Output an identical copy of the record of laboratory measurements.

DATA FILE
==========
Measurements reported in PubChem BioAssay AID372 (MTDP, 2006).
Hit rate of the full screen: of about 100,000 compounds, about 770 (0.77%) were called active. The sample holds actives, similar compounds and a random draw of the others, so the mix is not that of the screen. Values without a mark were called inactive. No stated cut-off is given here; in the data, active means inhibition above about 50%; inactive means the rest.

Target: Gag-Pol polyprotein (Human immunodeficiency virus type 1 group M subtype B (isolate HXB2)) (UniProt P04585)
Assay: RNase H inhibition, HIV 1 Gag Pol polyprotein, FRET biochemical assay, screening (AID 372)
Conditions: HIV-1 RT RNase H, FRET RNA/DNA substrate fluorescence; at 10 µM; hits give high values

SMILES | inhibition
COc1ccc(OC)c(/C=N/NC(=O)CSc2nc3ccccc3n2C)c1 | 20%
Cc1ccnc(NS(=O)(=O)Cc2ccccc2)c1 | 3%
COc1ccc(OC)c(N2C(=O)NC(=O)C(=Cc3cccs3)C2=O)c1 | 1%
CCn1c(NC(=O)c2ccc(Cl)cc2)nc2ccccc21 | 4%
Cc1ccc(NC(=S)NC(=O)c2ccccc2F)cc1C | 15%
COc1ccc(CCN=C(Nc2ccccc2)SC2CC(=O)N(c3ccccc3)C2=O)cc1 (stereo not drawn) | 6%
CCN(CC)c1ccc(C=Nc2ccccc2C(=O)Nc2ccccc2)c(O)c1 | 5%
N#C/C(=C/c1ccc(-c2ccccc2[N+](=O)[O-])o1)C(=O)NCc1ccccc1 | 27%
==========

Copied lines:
Measurements reported in PubChem BioAssay AID372 (MTDP, 2006).
Hit rate of the full screen: of about 100,000 compounds, about 770 (0.77%) were called active. The sample holds actives, similar compounds and a random draw of the others, so the mix is not that of the screen. Values without a mark were called inactive. No stated cut-off is given here; in the data, active means inhibition above about 50%; inactive means the rest.

Target: Gag-Pol polyprotein (Human immunodeficiency virus type 1 group M subtype B (isolate HXB2)) (UniProt P04585)
Assay: RNase H inhibition, HIV 1 Gag Pol polyprotein, FRET biochemical assay, screening (AID 372)
Conditions: HIV-1 RT RNase H, FRET RNA/DNA substrate fluorescence; at 10 µM; hits give high values

SMILES | inhibition
COc1ccc(OC)c(/C=N/NC(=O)CSc2nc3ccccc3n2C)c1 | 20%
Cc1ccnc(NS(=O)(=O)Cc2ccccc2)c1 | 3%
COc1ccc(OC)c(N2C(=O)NC(=O)C(=Cc3cccs3)C2=O)c1 | 1%
CCn1c(NC(=O)c2ccc(Cl)cc2)nc2ccccc21 | 4%
Cc1ccc(NC(=S)NC(=O)c2ccccc2F)cc1C | 15%
COc1ccc(CCN=C(Nc2ccccc2)SC2CC(=O)N(c3ccccc3)C2=O)cc1 (stereo not drawn) | 6%
CCN(CC)c1ccc(C=Nc2ccccc2C(=O)Nc2ccccc2)c(O)c1 | 5%
N#C/C(=C/c1ccc(-c2ccccc2[N+](=O)[O-])o1)C(=O)NCc1ccccc1 | 27%